There can be no doubt that the 1980's was an overall strange time for car manufacturers. It seems that many of the most respected and legendary vehicles went through a strange transition period. However, perhaps one of the hardest hit vehicle lines was the venerable Z series. The Datsun 280Z and 280ZX (1970's through 1983) would go on to become respected classics, and the 1990-1996 twin turbo 300ZX would become nothing short of a performance legend. However, most remember the Z31, the 300ZX produced between 1984 and 1989 to be a heavy and strange thing perhaps best forgotten about. Still though, some (author included) still have an affection for these cars, even though the quest to find parts has become a difficult challenge. With that in mind, this review covers the Monza Cat-back Exhaust System, produced by Pacesetter.
Even though it is hard to argue with the price, roughly $250 depending on the source, there are several reasons that one may actually which to go the more expensive route of a custom exhaust, or one of the systems offered by Motorsport Auto.
Perhaps the first of these reasons becomes apparent as soon as one attempts to place the new exhaust on the car. Even though most advertisements for the Monza state that it is direct fit, attempting to install it quickly reveals this as a lie. Nothing seems to fit exactly right, and cutting and welding are necessary. Of course, this is likely to be expected when attempting to install a product on a car which is over 20 years old. However, the HKS turbo cat back gave nowhere near this amount of difficulty when applied to a turbo Z of the same generation. Of course, if one does put out the time and effort and money to properly install the Monza, there is both disappointment and joy which lies ahead.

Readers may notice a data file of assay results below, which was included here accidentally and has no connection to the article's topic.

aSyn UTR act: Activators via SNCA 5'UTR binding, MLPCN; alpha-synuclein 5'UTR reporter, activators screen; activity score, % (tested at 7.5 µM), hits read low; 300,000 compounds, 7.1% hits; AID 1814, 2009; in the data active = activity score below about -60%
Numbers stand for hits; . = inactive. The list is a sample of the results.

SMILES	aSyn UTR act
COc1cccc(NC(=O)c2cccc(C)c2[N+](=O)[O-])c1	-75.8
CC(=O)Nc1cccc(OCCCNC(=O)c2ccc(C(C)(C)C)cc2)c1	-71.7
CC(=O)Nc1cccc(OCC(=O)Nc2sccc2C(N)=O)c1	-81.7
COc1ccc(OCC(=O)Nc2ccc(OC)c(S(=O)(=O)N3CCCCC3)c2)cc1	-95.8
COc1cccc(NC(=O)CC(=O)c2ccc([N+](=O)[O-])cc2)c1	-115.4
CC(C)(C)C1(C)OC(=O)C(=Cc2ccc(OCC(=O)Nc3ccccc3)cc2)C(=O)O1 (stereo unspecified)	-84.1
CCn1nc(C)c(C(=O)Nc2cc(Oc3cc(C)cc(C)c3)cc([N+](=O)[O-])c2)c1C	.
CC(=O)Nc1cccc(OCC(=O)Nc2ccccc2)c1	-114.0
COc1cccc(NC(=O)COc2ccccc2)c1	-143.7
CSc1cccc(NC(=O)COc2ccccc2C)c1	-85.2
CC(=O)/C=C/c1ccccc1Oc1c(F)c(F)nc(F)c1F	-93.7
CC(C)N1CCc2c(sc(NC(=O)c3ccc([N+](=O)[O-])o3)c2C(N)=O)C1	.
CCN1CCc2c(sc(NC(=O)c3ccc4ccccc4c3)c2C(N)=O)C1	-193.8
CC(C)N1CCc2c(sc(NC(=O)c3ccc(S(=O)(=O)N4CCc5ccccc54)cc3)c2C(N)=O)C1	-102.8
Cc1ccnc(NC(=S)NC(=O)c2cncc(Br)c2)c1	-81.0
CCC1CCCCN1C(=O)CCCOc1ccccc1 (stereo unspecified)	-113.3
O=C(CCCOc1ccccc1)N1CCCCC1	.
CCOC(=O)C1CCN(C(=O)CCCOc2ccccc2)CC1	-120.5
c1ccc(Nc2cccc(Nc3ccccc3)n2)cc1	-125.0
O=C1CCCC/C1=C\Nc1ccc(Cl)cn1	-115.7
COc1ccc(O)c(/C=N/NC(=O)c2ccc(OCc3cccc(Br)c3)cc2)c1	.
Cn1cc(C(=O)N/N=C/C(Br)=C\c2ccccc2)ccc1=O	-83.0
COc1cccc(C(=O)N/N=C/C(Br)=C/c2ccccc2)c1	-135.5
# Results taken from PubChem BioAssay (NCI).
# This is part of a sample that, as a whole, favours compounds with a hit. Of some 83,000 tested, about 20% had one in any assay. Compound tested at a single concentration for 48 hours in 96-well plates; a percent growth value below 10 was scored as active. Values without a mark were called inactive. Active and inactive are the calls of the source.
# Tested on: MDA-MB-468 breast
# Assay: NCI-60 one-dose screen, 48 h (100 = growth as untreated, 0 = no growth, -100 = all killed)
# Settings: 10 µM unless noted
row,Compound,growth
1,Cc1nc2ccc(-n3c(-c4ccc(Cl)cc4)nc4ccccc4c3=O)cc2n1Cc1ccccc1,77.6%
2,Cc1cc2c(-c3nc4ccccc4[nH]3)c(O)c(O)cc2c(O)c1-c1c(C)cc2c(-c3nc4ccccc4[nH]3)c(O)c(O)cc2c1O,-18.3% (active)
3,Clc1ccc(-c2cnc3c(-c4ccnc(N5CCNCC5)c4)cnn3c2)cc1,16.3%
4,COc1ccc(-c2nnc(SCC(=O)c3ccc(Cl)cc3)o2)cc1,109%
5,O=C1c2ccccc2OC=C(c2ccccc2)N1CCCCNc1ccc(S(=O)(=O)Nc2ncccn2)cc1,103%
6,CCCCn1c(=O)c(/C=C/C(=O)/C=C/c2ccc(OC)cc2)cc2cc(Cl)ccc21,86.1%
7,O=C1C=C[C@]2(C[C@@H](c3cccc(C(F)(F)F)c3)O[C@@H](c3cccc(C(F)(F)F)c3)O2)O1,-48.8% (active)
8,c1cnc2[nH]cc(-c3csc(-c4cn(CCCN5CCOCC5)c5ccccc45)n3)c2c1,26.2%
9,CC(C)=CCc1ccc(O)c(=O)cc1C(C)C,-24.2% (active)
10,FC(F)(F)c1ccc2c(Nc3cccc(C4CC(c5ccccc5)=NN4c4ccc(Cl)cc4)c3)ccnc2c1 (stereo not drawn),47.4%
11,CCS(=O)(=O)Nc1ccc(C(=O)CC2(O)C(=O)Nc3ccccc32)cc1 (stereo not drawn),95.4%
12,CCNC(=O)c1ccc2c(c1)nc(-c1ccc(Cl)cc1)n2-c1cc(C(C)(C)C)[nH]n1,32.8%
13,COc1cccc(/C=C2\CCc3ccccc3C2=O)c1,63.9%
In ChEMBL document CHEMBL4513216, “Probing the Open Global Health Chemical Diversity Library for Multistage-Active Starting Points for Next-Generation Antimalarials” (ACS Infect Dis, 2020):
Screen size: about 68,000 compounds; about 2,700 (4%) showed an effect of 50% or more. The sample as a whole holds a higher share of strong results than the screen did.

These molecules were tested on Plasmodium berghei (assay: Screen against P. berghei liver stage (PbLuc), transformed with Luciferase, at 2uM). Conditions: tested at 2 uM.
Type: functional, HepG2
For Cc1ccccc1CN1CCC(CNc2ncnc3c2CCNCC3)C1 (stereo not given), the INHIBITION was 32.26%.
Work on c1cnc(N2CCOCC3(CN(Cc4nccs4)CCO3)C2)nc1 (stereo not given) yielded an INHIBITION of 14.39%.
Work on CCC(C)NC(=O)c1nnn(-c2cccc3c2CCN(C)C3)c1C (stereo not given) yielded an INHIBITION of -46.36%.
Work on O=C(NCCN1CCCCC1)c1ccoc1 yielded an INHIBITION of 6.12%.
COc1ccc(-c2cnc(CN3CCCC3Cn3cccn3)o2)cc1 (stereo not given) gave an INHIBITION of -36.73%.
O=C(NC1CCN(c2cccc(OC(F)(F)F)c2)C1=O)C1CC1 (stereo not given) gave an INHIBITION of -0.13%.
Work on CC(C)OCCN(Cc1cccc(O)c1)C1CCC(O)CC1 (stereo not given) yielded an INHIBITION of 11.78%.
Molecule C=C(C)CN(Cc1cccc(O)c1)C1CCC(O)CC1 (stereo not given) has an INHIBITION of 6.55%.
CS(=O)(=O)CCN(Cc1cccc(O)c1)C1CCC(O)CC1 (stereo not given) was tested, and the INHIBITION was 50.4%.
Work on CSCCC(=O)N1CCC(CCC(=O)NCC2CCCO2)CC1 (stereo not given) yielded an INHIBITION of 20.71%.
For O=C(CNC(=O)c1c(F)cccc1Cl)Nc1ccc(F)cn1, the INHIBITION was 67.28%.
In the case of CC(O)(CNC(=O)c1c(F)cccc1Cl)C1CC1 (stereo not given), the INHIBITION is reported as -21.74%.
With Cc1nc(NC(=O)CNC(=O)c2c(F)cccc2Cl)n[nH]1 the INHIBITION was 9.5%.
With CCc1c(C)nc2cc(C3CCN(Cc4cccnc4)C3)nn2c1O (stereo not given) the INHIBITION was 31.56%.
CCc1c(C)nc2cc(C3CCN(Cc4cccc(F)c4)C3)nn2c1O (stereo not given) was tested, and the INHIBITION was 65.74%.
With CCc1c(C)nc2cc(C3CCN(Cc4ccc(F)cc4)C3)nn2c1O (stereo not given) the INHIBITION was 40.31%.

Perhaps the first turn of the key after the exhaust is installed yields the biggest disappointment. Yes, the Monza is significantly louder than the stock exhaust, but the tone really isn't all that nice. Sounding more like a motorcycle, and less like a sports car, perhaps some will enjoy the tone of the Monza, but many will prefer the meaner and sharper sound of a different exhaust, or even the stock exhaust better. The VG engines have an incredibly tone right from the factory, and the Monza seems to mask that tone more than enhance it.
Of course, if pure performance is your goal, then your likely to get your moneys worth out of the Monza. The wider exhaust does add a considerable kick to the car, and in the mid-range RPM, this is a difference that one can really feel. For two hundred and fifty dollars, the Monza may easily be the cheapest performance increaser you can find for the Z31.
Bottom line: Even though the Monza may not be the best fitting or nicest sounding exhaust available for the Z31, there are increasingly fewer and fewer choices. Although a custom exhaust may do wonders for the vehicle, for the price, the Monza is a decent power adder, and should be a definite consideration for those who don't mind spending a little time under their car.